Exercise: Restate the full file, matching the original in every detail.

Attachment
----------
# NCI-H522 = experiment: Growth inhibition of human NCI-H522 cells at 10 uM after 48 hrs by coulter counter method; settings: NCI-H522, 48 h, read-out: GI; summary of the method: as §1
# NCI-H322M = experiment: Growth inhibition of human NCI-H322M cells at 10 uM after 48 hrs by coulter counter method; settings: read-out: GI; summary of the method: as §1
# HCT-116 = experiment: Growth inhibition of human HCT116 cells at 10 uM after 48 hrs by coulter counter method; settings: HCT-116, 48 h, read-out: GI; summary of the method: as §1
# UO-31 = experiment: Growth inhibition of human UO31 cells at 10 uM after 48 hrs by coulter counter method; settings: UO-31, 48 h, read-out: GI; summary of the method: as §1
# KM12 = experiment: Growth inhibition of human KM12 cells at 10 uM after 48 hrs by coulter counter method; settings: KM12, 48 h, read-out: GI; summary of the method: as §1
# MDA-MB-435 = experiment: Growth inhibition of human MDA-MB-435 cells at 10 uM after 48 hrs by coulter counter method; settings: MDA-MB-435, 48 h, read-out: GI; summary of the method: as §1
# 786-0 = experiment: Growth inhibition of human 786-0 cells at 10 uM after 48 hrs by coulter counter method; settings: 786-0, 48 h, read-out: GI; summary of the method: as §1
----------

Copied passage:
# NCI-H522 = experiment: Growth inhibition of human NCI-H522 cells at 10 uM after 48 hrs by coulter counter method; settings: NCI-H522, 48 h, read-out: GI; summary of the method: as §1
# NCI-H322M = experiment: Growth inhibition of human NCI-H322M cells at 10 uM after 48 hrs by coulter counter method; settings: read-out: GI; summary of the method: as §1
# HCT-116 = experiment: Growth inhibition of human HCT116 cells at 10 uM after 48 hrs by coulter counter method; settings: HCT-116, 48 h, read-out: GI; summary of the method: as §1
# UO-31 = experiment: Growth inhibition of human UO31 cells at 10 uM after 48 hrs by coulter counter method; settings: UO-31, 48 h, read-out: GI; summary of the method: as §1
# KM12 = experiment: Growth inhibition of human KM12 cells at 10 uM after 48 hrs by coulter counter method; settings: KM12, 48 h, read-out: GI; summary of the method: as §1
# MDA-MB-435 = experiment: Growth inhibition of human MDA-MB-435 cells at 10 uM after 48 hrs by coulter counter method; settings: MDA-MB-435, 48 h, read-out: GI; summary of the method: as §1
# 786-0 = experiment: Growth inhibition of human 786-0 cells at 10 uM after 48 hrs by coulter counter method; settings: 786-0, 48 h, read-out: GI; summary of the method: as §1